Pentagon budget increase will lead to a ‘major economic disaster,’ says retired US Army officer

The spike in defense spending won't solve the military's readiness problems or make us safer, says Daniel Davis.
Economy

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‘You could say I’m reluctantly retired from writing books’: travel writer Dervla Murphy

In a rare interview, the much-loved author of Full Tilt and Through Siberia by Accident, now 86, looks back on more than 50 years of pioneering, intrepid travel

‘Sláinte,” says Dervla Murphy, settling back into her armchair, her pint raised aloft. We are in the bohemian study of her home in the centre of Lismore, County Waterford. Home is actually a collection of unconnected buildings adjoining a cobbled courtyard that once formed the historic town’s marketplace. We are enjoying the great Irish travel writer’s favourite tipple: beer. “Lovely. Lovely,” she says, taking a sip. “Now, off you go.”

She is referring to the start of our interview, I assume, and not peremptorily instructing me to leave – though with Dervla, it seems, you cannot always be sure. She has a reputation for plain speaking, for her no-nonsense approach to life. She dislikes being quizzed by journalists and audiences with her are infrequent.

Continue reading…
Travel | The Guardian

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Retired MLB Pitcher Roy Halladay Killed in Plane Crash

(HOLIDAY, Fla.) — Roy Halladay, a two-time Cy Young Award winner who pitched a perfect game and a playoff no-hitter for the Philadelphia Phillies, died Tuesday when his private plane crashed into the Gulf of Mexico. He was 40.

Pasco County Sheriff Chris Nocco said during a news conference that Halladay’s ICON A5 went down around noon off the coast of Florida. The sheriff’s office marine unit responded and found Halladay’s body in shallow water near some mangroves. No survivors were found.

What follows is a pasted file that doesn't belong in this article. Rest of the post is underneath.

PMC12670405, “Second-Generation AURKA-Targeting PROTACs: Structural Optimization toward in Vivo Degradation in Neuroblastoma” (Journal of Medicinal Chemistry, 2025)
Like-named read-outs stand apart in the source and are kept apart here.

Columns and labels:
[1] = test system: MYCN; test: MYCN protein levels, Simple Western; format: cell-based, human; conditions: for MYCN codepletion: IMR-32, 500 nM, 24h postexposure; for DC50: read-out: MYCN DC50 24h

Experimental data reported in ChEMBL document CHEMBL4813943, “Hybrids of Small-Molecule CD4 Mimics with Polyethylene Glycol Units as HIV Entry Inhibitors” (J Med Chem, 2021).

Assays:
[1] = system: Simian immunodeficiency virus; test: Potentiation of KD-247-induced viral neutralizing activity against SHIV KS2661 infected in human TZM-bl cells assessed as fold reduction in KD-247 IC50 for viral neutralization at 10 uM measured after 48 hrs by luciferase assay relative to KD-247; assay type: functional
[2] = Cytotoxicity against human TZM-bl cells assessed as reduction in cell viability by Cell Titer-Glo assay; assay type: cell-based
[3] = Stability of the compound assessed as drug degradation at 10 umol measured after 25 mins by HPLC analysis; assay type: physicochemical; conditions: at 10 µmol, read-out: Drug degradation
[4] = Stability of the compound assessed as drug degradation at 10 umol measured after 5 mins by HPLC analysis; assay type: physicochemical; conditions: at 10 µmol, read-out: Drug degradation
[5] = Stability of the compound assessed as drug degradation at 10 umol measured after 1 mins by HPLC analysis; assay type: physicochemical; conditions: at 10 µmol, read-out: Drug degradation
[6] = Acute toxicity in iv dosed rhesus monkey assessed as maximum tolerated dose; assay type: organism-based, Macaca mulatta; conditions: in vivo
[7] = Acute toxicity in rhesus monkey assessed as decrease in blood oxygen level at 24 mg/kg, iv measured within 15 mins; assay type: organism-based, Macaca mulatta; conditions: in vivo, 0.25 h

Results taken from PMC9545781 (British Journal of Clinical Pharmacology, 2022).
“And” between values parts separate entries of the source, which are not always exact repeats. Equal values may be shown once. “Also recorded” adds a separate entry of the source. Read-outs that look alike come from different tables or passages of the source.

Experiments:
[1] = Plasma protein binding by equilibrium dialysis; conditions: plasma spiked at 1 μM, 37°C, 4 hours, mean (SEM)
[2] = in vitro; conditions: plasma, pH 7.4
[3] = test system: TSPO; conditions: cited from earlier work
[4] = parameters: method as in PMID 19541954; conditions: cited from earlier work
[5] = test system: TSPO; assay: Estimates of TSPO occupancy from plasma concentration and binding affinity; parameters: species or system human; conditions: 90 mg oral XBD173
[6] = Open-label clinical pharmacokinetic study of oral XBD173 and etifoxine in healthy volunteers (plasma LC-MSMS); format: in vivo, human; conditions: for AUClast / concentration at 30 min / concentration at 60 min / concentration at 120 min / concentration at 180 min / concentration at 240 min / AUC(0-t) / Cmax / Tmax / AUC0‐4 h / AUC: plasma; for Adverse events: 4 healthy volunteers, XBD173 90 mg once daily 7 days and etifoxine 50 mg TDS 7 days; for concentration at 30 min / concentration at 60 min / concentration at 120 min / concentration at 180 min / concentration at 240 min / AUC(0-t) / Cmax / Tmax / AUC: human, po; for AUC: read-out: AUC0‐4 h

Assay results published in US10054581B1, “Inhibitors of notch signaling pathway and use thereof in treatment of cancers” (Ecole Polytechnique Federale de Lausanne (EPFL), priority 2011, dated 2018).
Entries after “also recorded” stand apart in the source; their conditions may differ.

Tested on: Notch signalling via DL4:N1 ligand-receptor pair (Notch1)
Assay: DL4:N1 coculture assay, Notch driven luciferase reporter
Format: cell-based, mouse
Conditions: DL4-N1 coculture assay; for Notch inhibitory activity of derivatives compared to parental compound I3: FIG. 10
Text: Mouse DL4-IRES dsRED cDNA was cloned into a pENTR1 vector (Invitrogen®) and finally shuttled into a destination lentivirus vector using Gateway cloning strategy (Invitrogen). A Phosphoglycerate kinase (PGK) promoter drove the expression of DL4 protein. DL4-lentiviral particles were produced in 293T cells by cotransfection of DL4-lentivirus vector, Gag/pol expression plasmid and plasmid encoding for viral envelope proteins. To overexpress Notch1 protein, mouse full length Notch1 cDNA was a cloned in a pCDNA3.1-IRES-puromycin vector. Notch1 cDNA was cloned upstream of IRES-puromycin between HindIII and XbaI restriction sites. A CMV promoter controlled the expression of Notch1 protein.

Police said they couldn’t confirm if there were additional passengers on the plane or say where it was headed. The National Transportation Safety Board is investigating.

Halladay, who retired after the 2013 season, was an amateur pilot who often posted on social media about small planes.

“I have dreamed about owning a A5 since I retired! Real life is better then my dreams!!” Halladay tweeted on Oct. 13.

Icon aircraft had posted a video with Halladay trying out a new plane. The video showed Halladay taking delivery of a new Icon A5, a two-seat “light-sport aircraft” that can land on water.

In the video, Halladay said the terms of his baseball contract prevented him from having a pilot’s license while playing, and that his wife was originally against the idea of him getting the aircraft.

“She’s fought me the whole way,” Halladay said.

“Hard. I fought hard. I was very against it,” Brandy Halladay said in the same video, before explaining why she eventually understood and approved of her husband’s desire to have the plane.

The A5 was a newer model from Icon, based in Vacaville, California. On May 8, two Icon employees, the company’s lead test pilot and the director of engineering, were killed in a crash in an A5 in Napa County, California. The NTSB report said the probable cause was “the pilot’s failure to maintain clearance from terrain while maneuvering at a low altitude.”